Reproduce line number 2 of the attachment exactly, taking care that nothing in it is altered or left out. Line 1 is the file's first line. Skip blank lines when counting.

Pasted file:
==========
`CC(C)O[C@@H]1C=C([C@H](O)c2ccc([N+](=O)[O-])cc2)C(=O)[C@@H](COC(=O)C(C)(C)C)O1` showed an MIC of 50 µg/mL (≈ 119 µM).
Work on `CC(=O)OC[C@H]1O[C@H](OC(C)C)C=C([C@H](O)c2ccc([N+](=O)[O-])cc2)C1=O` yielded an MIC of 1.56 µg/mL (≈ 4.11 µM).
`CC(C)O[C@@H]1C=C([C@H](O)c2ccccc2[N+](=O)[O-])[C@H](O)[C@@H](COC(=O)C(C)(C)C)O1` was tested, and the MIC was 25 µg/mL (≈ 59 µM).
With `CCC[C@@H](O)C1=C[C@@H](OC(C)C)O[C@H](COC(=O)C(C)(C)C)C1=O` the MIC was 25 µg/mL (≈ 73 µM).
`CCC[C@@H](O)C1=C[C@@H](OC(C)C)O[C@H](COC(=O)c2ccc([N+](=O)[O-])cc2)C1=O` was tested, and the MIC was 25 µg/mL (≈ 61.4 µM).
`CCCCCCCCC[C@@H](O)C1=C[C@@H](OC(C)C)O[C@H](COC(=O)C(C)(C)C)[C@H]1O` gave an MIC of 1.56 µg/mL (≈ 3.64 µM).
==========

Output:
Work on `CC(=O)OC[C@H]1O[C@H](OC(C)C)C=C([C@H](O)c2ccc([N+](=O)[O-])cc2)C1=O` yielded an MIC of 1.56 µg/mL (≈ 4.11 µM).